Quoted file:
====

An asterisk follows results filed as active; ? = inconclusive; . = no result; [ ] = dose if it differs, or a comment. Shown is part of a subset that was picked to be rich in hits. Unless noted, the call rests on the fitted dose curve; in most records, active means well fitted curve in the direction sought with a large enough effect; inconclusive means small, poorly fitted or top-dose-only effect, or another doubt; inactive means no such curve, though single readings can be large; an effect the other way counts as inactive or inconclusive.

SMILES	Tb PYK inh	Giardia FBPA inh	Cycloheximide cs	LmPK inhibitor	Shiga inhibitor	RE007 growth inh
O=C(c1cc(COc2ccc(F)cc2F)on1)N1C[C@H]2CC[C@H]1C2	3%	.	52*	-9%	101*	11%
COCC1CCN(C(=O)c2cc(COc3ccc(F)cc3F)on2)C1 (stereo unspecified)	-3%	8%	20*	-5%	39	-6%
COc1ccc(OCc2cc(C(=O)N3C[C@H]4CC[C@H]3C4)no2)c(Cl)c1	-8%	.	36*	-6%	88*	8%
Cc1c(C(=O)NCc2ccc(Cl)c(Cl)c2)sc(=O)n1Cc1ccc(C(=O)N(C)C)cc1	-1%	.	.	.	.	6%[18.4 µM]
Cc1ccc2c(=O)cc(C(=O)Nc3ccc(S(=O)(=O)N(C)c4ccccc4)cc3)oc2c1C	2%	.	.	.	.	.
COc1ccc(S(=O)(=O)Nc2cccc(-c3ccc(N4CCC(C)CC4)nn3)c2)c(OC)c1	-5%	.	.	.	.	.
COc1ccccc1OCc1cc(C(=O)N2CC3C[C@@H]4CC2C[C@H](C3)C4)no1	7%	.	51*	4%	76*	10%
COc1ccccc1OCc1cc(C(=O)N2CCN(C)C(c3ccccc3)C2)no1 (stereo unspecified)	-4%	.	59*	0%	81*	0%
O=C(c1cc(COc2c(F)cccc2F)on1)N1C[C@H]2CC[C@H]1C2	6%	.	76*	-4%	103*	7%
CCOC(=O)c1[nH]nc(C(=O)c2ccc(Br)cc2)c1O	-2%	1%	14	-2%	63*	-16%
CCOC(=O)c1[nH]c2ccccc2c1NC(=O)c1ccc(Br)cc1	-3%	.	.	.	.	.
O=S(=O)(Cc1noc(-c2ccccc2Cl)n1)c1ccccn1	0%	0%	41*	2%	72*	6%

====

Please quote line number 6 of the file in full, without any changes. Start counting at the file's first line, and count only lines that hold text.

Cc1c(C(=O)NCc2ccc(Cl)c(Cl)c2)sc(=O)n1Cc1ccc(C(=O)N(C)C)cc1	-1%	.	.	.	.	6%[18.4 µM]